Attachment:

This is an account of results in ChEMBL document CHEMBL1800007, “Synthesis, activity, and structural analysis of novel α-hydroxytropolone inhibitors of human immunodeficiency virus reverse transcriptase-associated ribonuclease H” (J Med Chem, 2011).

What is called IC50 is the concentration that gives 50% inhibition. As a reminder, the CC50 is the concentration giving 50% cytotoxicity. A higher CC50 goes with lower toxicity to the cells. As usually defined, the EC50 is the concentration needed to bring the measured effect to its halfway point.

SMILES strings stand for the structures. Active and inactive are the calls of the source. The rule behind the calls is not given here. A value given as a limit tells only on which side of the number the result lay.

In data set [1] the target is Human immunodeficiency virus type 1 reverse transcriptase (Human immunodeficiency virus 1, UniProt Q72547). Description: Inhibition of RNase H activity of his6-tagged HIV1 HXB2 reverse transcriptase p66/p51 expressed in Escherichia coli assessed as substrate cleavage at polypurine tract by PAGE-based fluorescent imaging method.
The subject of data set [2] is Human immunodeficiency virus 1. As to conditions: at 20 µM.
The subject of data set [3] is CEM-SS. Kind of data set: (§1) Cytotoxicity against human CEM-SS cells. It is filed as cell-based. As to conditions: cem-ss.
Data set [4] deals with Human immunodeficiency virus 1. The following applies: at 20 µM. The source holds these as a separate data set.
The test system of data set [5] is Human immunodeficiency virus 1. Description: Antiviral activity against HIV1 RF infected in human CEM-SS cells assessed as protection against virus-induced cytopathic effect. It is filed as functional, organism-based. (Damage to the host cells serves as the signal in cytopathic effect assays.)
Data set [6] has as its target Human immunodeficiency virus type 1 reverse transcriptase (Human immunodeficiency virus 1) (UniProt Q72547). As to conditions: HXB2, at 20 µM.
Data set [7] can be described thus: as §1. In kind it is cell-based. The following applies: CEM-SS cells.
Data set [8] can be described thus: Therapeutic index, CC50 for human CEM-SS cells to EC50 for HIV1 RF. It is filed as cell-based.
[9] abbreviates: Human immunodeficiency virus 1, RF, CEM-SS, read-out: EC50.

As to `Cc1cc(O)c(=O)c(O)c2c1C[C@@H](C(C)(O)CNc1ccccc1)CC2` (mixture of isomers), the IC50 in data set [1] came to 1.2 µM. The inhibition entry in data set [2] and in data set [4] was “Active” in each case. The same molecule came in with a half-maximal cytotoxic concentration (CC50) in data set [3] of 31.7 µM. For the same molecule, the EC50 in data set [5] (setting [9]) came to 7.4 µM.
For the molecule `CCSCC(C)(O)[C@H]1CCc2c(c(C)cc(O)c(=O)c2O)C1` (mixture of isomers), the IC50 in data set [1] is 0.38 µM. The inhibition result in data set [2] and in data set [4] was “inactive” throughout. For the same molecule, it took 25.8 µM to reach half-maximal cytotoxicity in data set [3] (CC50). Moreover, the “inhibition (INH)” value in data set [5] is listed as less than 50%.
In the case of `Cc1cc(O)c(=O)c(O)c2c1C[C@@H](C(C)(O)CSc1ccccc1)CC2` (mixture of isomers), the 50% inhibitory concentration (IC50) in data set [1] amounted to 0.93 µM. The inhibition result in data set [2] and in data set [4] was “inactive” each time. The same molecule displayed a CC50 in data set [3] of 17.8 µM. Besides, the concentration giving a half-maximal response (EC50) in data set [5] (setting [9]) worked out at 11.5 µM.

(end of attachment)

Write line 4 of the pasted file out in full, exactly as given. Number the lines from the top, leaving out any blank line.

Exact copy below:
In data set [1] the target is Human immunodeficiency virus type 1 reverse transcriptase (Human immunodeficiency virus 1, UniProt Q72547). Description: Inhibition of RNase H activity of his6-tagged HIV1 HXB2 reverse transcriptase p66/p51 expressed in Escherichia coli assessed as substrate cleavage at polypurine tract by PAGE-based fluorescent imaging method.